Volume 4, Issue 9 A Newsletter for the Residents of the Long Canyon
REAL ESTATE FIRM SPONSORS SUCCESSFUL
IN RESPONSE TO LOW SUMMER SUPPLY
In an effort to contribute during a summer of exceptionally low blood supply, real estate agency, Bartlett Real Estate Group, organized its second blood drive of the year which benefitted the Blood Center of Central Texas on Saturday, August 6th from 9:00 a.m. to 12:00 p.m. “We had a great turn out again, even with the soaring temperatures” said Stacey Rider, who coordinated for Bartlett Real Estate. “Four Points understands this vital need and can always be counted on to come forward and give this lifesaving gift.” Everyone who donated was entered into The Blood Bank’s raffle for free Southwest Airline Tickets. MORE ABOUT THE BLOOD CENTER:
The Blood and Tissue Center is currently the exclusive provider and guardian of the community blood supply for more than 37 medical facilities in a ten-county service area of Central Texas. According to their website, in 2010, over 56,000 whole blood donations and 7,700 apheresis platelet donations were collected. These donations are tested extensively to assure suitability for transfusion and processed into life saving components: red blood cells, plasma, and platelets, which go to help Central Texas patients. The Center works with the Marrow Donor Program of Central and South Texas to increase the number of Central Texans on the National Marrow Donor Registry. For more information or to find out how you can sign up to donate blood go to: www.bloodandtissue.org. Copyright © 2011 Peel, Inc.
Tree Roots, a Wine Glass, & a Dinner Plate
Daniel Hayden (This is the second in a series of guest articles.) In construction, as in life, if you don’t lay a solid foundation, everything else is more likely to be a problem. It’s no different for trees, whose roots form the basis for their health and structural soundness. But what control do we have over tree roots that we can’t even see because they grow so deep into the earth? A lot. Because, generally, they don’t. Much of the mistreatment of trees occurs because people don’t realize where the roots are located (or they do and think it doesn’t matter). Generally, most of a tree’s roots grow within the top foot or so of soil and take a horizontal path that extends well outside the tree’s canopy edge (the drip line). Obstructions, elevation changes, and other factors can influence this growth pattern, but knowing the natural character of root growth helps us make better decisions about what we do around trees. Structurally, a mature tree is a wonder of engineering. Its roots and stem (trunk) must support a canopy whose network of branching and foliage sways with the breezes and confronts even more wind force during storms. No wonder people think that roots must grow deep. Rather, as James Urban explains in Up By Roots: Healthy Soils and Trees in the Built Environment, a tree is a vertical cantilever that “resists overturning by relying on the anchoring of the horizontal roots.” Where the trunk flares at the base, it packs on extra wood to form a “bracket” that resists the stresses of weight and force. It then divides into buttress roots to distribute that loading force. The area that flares and transitions into buttress roots is called the root crown or root collar. This part of the tree is extremely important to structural stability. Once underground, these roots taper quickly and transition to other types of roots that perform anchoring, storage, and absorbing functions. The absorbing roots hang out where there’s adequate air and moisture; that’s usually within the top twelve inches of soil. They are responsible for absorbing water and essential elements that the tree needs. (Continued on Page 2) Long Canyon Gazette - September 2011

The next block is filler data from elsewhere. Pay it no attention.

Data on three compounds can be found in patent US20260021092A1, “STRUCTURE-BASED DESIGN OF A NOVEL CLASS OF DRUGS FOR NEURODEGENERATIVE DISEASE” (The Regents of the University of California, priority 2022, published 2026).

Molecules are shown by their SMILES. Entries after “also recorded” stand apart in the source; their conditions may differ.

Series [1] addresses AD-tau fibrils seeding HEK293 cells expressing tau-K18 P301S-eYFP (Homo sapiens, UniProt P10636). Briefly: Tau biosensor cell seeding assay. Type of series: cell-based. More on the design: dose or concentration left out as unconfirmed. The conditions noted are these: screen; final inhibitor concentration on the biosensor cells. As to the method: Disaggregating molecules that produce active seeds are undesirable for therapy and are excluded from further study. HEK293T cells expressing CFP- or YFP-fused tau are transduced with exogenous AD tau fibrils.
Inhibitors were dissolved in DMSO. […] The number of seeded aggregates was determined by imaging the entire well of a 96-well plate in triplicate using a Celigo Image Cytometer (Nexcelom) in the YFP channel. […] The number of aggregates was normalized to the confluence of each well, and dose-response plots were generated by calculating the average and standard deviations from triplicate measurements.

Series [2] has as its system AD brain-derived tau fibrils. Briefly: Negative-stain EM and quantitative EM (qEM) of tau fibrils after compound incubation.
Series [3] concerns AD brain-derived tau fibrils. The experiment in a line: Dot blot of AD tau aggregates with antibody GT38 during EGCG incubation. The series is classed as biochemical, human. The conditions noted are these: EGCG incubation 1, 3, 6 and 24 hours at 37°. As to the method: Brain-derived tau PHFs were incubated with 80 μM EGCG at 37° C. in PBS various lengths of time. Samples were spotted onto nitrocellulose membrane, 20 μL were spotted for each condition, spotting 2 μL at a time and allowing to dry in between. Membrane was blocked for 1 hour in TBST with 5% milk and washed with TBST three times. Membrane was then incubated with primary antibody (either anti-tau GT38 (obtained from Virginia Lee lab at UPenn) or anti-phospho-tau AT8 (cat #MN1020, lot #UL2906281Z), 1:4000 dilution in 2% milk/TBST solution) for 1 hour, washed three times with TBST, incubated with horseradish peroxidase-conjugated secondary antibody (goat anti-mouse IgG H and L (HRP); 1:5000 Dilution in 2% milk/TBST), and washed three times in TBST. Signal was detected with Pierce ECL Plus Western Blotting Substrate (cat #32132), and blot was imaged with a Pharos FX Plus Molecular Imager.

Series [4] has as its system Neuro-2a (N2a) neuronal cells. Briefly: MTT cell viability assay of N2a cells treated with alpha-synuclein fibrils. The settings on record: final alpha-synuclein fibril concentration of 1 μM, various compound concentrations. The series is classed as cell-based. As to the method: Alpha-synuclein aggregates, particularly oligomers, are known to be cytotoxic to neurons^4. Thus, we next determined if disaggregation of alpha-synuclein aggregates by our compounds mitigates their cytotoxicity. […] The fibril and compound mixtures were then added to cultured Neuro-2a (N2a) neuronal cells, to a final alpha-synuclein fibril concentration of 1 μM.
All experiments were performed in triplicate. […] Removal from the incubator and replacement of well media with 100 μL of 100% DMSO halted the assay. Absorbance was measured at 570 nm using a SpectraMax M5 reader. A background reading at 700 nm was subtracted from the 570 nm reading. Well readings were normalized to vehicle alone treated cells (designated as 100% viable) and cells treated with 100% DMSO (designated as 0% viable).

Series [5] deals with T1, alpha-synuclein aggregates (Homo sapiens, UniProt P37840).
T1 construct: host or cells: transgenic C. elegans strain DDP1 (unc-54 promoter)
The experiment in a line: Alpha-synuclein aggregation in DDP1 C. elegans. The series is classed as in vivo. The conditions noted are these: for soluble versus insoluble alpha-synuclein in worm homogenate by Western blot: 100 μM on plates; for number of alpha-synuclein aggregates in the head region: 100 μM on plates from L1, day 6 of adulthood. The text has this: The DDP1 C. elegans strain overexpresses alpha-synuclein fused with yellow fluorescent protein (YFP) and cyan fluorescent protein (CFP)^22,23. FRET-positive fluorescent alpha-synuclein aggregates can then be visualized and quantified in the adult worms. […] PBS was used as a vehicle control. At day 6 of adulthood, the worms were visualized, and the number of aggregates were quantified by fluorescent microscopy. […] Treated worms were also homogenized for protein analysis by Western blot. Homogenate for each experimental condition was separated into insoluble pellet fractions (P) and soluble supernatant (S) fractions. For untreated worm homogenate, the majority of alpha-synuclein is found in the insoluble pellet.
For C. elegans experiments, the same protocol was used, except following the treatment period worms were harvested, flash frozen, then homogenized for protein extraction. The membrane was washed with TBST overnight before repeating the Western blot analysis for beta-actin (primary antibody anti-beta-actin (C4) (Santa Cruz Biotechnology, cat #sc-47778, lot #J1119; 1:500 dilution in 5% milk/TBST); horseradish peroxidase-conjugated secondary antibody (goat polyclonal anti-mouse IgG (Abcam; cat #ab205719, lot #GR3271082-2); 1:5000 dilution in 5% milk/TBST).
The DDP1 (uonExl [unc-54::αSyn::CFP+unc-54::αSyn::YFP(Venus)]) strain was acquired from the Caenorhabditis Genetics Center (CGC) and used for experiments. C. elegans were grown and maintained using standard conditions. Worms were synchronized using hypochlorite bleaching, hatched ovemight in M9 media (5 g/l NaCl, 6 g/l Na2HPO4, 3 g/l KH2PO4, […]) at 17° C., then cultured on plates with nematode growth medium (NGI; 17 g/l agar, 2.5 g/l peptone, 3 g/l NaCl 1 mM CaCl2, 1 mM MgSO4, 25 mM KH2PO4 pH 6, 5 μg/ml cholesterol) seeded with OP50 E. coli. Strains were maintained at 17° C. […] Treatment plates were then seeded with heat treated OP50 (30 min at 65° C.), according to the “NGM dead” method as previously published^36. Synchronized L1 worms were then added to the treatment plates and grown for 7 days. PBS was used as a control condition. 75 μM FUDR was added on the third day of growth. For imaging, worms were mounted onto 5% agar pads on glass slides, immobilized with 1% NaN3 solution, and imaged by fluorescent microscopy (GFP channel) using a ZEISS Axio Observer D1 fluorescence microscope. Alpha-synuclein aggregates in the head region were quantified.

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Please support the businesses that advertise in the Long Canyon Gazette. Their advertising dollars make it possible for all Long Canyon residents to receive the monthly newsletter at no charge. No homeowners association funds are used to produce or mail the newsletters. If you would like to support the newsletter by advertising, please contact our sales office at 512-263-9181 or advertising@PEELinc.com. The advertising deadline is the 8th of each month for the following month's newsletter.
Tree Roots- (Continued from Cover Page) Picture a wine glass on a dinner plate. This classic model represents root growth of a tree allowed to grow in an open space. The glass’s bowl is the tree canopy, its base the root crown, and the dinner plate the root system. Keep it in mind, because the root crown and root system will come up over and over again as we explore other issues that impact proper tree care. So does a great root system just happen? Nope. But before we look at how to encourage one from the start, in the next article, we’ll get better acquainted with the root crown. Then planting issues will make more sense. Daniel Hayden is an ISA Board Certified Arborist #TX-3748A and resides in Austin. You may reach him at email@example.com.